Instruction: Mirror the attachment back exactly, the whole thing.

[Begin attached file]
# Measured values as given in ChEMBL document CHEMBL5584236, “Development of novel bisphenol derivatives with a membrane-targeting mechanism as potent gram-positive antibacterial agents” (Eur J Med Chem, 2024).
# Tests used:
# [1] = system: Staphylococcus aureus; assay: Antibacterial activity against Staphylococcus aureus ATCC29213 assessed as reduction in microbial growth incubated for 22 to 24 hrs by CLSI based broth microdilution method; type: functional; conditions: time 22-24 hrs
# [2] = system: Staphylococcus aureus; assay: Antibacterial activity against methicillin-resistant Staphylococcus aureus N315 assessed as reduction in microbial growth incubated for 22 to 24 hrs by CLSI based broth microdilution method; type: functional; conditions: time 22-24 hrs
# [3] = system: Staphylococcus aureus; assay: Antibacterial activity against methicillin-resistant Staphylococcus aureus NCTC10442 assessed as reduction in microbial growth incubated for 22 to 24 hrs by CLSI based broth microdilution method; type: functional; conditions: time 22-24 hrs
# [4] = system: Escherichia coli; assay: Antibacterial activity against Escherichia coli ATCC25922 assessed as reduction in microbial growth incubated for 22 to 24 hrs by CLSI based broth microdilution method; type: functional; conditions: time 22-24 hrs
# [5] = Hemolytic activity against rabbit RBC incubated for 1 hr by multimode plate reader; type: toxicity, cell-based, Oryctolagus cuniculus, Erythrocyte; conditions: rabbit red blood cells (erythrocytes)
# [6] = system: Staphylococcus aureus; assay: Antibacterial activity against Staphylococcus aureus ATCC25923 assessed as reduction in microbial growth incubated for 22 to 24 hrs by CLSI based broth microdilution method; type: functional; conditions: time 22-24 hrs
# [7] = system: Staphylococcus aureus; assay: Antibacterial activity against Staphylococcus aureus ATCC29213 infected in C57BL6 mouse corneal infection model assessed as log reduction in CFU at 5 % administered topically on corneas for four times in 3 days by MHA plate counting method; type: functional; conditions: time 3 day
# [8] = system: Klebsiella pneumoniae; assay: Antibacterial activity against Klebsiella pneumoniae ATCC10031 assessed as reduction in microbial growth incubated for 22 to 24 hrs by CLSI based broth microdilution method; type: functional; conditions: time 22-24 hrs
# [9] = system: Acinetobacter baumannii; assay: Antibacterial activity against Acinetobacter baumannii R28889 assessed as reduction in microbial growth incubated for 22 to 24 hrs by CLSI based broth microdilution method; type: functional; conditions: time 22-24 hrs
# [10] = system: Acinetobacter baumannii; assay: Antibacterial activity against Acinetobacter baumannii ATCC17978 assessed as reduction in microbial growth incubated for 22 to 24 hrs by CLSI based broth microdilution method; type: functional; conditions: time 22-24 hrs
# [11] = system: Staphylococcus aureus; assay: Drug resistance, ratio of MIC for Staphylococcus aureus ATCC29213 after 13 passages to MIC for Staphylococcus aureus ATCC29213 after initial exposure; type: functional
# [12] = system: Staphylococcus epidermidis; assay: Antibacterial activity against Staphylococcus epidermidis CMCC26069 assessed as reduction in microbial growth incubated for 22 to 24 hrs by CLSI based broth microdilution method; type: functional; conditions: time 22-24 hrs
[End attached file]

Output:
# Measured values as given in ChEMBL document CHEMBL5584236, “Development of novel bisphenol derivatives with a membrane-targeting mechanism as potent gram-positive antibacterial agents” (Eur J Med Chem, 2024).
# Tests used:
# [1] = system: Staphylococcus aureus; assay: Antibacterial activity against Staphylococcus aureus ATCC29213 assessed as reduction in microbial growth incubated for 22 to 24 hrs by CLSI based broth microdilution method; type: functional; conditions: time 22-24 hrs
# [2] = system: Staphylococcus aureus; assay: Antibacterial activity against methicillin-resistant Staphylococcus aureus N315 assessed as reduction in microbial growth incubated for 22 to 24 hrs by CLSI based broth microdilution method; type: functional; conditions: time 22-24 hrs
# [3] = system: Staphylococcus aureus; assay: Antibacterial activity against methicillin-resistant Staphylococcus aureus NCTC10442 assessed as reduction in microbial growth incubated for 22 to 24 hrs by CLSI based broth microdilution method; type: functional; conditions: time 22-24 hrs
# [4] = system: Escherichia coli; assay: Antibacterial activity against Escherichia coli ATCC25922 assessed as reduction in microbial growth incubated for 22 to 24 hrs by CLSI based broth microdilution method; type: functional; conditions: time 22-24 hrs
# [5] = Hemolytic activity against rabbit RBC incubated for 1 hr by multimode plate reader; type: toxicity, cell-based, Oryctolagus cuniculus, Erythrocyte; conditions: rabbit red blood cells (erythrocytes)
# [6] = system: Staphylococcus aureus; assay: Antibacterial activity against Staphylococcus aureus ATCC25923 assessed as reduction in microbial growth incubated for 22 to 24 hrs by CLSI based broth microdilution method; type: functional; conditions: time 22-24 hrs
# [7] = system: Staphylococcus aureus; assay: Antibacterial activity against Staphylococcus aureus ATCC29213 infected in C57BL6 mouse corneal infection model assessed as log reduction in CFU at 5 % administered topically on corneas for four times in 3 days by MHA plate counting method; type: functional; conditions: time 3 day
# [8] = system: Klebsiella pneumoniae; assay: Antibacterial activity against Klebsiella pneumoniae ATCC10031 assessed as reduction in microbial growth incubated for 22 to 24 hrs by CLSI based broth microdilution method; type: functional; conditions: time 22-24 hrs
# [9] = system: Acinetobacter baumannii; assay: Antibacterial activity against Acinetobacter baumannii R28889 assessed as reduction in microbial growth incubated for 22 to 24 hrs by CLSI based broth microdilution method; type: functional; conditions: time 22-24 hrs
# [10] = system: Acinetobacter baumannii; assay: Antibacterial activity against Acinetobacter baumannii ATCC17978 assessed as reduction in microbial growth incubated for 22 to 24 hrs by CLSI based broth microdilution method; type: functional; conditions: time 22-24 hrs
# [11] = system: Staphylococcus aureus; assay: Drug resistance, ratio of MIC for Staphylococcus aureus ATCC29213 after 13 passages to MIC for Staphylococcus aureus ATCC29213 after initial exposure; type: functional
# [12] = system: Staphylococcus epidermidis; assay: Antibacterial activity against Staphylococcus epidermidis CMCC26069 assessed as reduction in microbial growth incubated for 22 to 24 hrs by CLSI based broth microdilution method; type: functional; conditions: time 22-24 hrs